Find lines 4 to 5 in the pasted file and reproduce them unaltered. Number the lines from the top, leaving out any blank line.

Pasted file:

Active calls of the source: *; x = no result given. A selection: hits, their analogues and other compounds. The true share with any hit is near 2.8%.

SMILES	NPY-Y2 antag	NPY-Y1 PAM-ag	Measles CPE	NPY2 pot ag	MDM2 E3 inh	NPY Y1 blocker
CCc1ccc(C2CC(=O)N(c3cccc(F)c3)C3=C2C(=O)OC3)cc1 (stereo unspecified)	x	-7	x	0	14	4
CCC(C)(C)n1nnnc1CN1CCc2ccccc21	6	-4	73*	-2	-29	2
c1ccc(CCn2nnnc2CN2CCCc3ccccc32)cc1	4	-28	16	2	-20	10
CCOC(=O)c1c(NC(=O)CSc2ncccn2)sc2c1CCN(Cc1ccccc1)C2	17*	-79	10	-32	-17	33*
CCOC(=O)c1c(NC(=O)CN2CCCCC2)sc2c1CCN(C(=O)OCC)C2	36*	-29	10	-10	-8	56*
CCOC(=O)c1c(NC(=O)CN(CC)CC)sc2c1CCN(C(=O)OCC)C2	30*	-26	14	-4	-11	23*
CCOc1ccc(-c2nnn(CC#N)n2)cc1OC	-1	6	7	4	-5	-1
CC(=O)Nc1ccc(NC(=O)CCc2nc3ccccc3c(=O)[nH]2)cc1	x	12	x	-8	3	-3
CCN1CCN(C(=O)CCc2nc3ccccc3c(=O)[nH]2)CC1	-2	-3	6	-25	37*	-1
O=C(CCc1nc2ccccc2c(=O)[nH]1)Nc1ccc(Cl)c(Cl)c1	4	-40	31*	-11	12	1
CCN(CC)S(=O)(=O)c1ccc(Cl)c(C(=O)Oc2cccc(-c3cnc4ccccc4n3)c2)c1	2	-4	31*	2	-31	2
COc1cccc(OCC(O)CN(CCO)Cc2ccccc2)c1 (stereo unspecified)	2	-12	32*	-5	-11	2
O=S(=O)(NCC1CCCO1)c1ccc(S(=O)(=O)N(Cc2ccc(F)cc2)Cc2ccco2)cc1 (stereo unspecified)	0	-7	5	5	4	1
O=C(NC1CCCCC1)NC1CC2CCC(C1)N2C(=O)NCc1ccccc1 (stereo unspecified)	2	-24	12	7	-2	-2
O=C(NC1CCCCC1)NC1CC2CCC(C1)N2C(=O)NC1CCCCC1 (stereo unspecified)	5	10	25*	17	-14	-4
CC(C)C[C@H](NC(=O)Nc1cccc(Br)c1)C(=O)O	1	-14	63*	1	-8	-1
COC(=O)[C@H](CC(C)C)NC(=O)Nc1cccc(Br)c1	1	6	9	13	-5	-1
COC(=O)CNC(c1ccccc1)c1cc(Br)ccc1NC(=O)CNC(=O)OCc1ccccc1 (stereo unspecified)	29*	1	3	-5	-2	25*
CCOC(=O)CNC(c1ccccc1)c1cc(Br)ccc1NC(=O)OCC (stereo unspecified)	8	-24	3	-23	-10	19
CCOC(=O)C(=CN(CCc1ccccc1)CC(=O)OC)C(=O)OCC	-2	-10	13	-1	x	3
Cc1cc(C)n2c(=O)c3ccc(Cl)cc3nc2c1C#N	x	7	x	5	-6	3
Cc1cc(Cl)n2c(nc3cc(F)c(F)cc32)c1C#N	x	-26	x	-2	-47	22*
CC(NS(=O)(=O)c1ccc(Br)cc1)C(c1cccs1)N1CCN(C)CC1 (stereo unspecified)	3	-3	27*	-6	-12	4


CCC(C)(C)n1nnnc1CN1CCc2ccccc21	6	-4	73*	-2	-29	2
c1ccc(CCn2nnnc2CN2CCCc3ccccc32)cc1	4	-28	16	2	-20	10